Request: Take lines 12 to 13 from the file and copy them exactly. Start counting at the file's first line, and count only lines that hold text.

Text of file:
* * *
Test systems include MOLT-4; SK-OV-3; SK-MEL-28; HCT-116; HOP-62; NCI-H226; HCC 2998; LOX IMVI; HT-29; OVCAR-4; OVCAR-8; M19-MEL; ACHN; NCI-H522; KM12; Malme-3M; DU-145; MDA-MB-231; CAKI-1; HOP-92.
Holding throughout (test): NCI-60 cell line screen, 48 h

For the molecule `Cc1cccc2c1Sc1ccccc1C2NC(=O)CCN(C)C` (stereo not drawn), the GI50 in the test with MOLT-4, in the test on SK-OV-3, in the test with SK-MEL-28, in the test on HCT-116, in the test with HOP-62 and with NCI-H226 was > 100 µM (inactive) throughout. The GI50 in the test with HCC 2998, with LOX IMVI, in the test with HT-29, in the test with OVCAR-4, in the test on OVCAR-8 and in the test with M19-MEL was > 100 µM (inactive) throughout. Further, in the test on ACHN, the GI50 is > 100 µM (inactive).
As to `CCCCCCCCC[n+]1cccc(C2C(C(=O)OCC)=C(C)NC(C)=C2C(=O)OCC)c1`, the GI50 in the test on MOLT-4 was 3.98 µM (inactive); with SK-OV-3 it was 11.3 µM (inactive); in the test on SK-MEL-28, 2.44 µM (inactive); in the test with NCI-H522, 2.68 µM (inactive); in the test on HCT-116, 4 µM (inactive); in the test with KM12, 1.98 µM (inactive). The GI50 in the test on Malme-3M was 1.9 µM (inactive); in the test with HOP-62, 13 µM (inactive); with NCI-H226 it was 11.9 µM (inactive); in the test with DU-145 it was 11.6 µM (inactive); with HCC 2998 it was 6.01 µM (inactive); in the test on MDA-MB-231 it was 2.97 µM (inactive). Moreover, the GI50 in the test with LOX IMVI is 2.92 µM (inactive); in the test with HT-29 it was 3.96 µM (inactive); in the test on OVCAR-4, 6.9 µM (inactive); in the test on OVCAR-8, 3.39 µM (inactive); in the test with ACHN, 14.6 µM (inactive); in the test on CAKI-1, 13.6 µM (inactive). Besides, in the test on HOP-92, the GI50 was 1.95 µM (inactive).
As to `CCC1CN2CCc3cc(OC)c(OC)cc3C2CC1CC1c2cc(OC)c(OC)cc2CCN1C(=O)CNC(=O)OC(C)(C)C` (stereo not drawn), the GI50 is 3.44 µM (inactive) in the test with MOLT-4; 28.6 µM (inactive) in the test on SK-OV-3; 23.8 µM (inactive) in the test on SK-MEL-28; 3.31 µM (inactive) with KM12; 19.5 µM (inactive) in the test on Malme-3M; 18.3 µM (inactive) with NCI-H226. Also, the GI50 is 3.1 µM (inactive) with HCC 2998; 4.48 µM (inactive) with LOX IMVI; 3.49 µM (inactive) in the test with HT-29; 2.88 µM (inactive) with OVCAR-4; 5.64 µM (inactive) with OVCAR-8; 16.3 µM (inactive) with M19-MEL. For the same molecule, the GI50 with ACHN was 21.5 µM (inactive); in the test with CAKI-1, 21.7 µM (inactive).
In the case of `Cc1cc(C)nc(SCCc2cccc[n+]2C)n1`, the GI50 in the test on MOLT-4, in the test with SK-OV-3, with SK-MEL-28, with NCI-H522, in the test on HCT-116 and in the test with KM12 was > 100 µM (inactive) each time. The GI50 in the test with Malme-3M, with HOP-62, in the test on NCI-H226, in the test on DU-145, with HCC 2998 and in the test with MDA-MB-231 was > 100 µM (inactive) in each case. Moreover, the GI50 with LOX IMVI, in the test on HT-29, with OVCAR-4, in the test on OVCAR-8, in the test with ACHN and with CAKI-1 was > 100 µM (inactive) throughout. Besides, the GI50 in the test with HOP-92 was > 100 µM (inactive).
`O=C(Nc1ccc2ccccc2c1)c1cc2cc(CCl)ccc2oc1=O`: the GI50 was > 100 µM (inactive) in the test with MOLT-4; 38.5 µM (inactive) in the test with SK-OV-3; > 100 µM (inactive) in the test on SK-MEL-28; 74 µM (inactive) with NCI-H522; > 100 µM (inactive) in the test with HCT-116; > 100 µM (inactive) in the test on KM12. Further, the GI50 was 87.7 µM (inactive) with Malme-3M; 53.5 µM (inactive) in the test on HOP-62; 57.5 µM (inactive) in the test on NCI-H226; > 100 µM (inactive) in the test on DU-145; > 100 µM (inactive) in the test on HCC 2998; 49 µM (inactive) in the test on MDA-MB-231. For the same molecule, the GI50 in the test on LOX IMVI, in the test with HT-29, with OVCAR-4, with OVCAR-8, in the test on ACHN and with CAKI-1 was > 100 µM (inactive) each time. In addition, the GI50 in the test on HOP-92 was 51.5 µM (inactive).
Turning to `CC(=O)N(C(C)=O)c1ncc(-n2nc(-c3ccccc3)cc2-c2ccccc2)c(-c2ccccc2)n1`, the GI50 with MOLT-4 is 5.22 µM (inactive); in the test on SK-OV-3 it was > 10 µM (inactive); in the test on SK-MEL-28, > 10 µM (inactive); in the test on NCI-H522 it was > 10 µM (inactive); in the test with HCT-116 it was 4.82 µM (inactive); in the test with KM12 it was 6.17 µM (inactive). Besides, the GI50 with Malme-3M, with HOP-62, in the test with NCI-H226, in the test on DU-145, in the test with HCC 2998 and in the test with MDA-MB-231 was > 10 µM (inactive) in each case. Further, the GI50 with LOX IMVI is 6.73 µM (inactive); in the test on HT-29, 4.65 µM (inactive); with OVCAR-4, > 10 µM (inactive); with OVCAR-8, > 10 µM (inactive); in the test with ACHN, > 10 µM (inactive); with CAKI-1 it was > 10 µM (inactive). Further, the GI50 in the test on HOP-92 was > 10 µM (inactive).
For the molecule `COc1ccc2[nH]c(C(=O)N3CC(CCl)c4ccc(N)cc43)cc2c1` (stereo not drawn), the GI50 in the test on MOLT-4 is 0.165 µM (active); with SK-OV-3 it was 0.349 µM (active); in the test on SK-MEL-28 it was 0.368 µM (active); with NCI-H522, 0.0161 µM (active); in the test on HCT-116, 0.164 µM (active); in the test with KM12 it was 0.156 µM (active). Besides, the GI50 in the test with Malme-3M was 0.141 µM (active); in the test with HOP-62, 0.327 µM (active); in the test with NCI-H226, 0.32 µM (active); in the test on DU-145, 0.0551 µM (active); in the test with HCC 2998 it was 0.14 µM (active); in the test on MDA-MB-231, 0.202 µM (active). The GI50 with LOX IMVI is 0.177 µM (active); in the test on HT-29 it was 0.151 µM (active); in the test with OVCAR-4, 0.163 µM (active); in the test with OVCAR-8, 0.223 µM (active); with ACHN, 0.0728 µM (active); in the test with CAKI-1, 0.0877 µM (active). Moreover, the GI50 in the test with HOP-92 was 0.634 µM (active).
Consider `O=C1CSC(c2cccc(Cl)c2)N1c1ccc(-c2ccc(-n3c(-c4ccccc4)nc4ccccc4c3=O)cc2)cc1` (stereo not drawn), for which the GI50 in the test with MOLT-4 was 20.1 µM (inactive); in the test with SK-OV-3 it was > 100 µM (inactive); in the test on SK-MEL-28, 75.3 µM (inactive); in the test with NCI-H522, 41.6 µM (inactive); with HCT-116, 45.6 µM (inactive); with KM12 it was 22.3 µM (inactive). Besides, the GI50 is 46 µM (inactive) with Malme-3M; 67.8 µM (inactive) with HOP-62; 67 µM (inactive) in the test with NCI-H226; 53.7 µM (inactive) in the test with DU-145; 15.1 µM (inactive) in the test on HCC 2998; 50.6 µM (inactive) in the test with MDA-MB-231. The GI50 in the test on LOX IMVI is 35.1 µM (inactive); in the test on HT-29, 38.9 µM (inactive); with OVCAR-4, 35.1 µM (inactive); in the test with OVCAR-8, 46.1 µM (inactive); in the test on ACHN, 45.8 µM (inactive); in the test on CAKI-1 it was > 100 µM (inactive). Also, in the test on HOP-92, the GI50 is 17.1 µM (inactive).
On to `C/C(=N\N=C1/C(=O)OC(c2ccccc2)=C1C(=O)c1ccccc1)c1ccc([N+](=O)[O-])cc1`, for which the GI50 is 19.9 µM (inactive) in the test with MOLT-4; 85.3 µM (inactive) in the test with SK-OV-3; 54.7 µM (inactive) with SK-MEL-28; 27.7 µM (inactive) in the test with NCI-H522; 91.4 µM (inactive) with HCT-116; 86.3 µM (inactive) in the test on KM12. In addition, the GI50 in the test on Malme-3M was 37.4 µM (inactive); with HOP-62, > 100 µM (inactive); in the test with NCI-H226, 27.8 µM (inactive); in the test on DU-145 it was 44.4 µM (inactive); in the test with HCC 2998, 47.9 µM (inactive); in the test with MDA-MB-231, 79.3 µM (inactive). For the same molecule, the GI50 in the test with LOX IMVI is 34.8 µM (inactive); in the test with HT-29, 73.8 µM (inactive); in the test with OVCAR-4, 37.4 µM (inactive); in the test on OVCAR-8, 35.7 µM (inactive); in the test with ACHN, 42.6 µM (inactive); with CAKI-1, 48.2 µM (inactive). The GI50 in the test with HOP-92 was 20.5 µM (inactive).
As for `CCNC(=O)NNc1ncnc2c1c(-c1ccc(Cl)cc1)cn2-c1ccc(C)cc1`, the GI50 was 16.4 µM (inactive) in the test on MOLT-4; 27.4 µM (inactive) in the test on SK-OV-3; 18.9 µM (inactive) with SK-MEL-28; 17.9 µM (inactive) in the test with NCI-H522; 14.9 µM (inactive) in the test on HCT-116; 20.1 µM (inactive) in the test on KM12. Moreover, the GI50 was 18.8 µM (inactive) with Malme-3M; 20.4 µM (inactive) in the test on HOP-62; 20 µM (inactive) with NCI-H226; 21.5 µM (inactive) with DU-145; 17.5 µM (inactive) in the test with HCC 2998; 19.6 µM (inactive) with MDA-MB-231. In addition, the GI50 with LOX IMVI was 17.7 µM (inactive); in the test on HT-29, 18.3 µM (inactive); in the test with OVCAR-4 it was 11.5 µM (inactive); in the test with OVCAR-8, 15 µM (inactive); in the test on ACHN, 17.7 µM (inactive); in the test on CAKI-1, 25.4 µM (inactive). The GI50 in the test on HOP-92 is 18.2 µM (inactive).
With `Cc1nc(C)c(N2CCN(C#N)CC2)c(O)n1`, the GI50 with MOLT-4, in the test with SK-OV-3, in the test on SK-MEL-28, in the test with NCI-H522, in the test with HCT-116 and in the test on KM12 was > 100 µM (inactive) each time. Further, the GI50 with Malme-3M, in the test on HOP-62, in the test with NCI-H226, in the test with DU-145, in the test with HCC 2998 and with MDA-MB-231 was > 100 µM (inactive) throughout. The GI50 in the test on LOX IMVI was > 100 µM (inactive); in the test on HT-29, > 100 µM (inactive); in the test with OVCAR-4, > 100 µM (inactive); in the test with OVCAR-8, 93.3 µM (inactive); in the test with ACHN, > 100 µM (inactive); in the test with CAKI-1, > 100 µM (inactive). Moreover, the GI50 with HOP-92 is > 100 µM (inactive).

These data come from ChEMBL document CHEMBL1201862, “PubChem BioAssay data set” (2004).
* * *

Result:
As for `CCNC(=O)NNc1ncnc2c1c(-c1ccc(Cl)cc1)cn2-c1ccc(C)cc1`, the GI50 was 16.4 µM (inactive) in the test on MOLT-4; 27.4 µM (inactive) in the test on SK-OV-3; 18.9 µM (inactive) with SK-MEL-28; 17.9 µM (inactive) in the test with NCI-H522; 14.9 µM (inactive) in the test on HCT-116; 20.1 µM (inactive) in the test on KM12. Moreover, the GI50 was 18.8 µM (inactive) with Malme-3M; 20.4 µM (inactive) in the test on HOP-62; 20 µM (inactive) with NCI-H226; 21.5 µM (inactive) with DU-145; 17.5 µM (inactive) in the test with HCC 2998; 19.6 µM (inactive) with MDA-MB-231. In addition, the GI50 with LOX IMVI was 17.7 µM (inactive); in the test on HT-29, 18.3 µM (inactive); in the test with OVCAR-4 it was 11.5 µM (inactive); in the test with OVCAR-8, 15 µM (inactive); in the test on ACHN, 17.7 µM (inactive); in the test on CAKI-1, 25.4 µM (inactive). The GI50 in the test on HOP-92 is 18.2 µM (inactive).
With `Cc1nc(C)c(N2CCN(C#N)CC2)c(O)n1`, the GI50 with MOLT-4, in the test with SK-OV-3, in the test on SK-MEL-28, in the test with NCI-H522, in the test with HCT-116 and in the test on KM12 was > 100 µM (inactive) each time. Further, the GI50 with Malme-3M, in the test on HOP-62, in the test with NCI-H226, in the test with DU-145, in the test with HCC 2998 and with MDA-MB-231 was > 100 µM (inactive) throughout. The GI50 in the test on LOX IMVI was > 100 µM (inactive); in the test on HT-29, > 100 µM (inactive); in the test with OVCAR-4, > 100 µM (inactive); in the test with OVCAR-8, 93.3 µM (inactive); in the test with ACHN, > 100 µM (inactive); in the test with CAKI-1, > 100 µM (inactive). Moreover, the GI50 with HOP-92 is > 100 µM (inactive).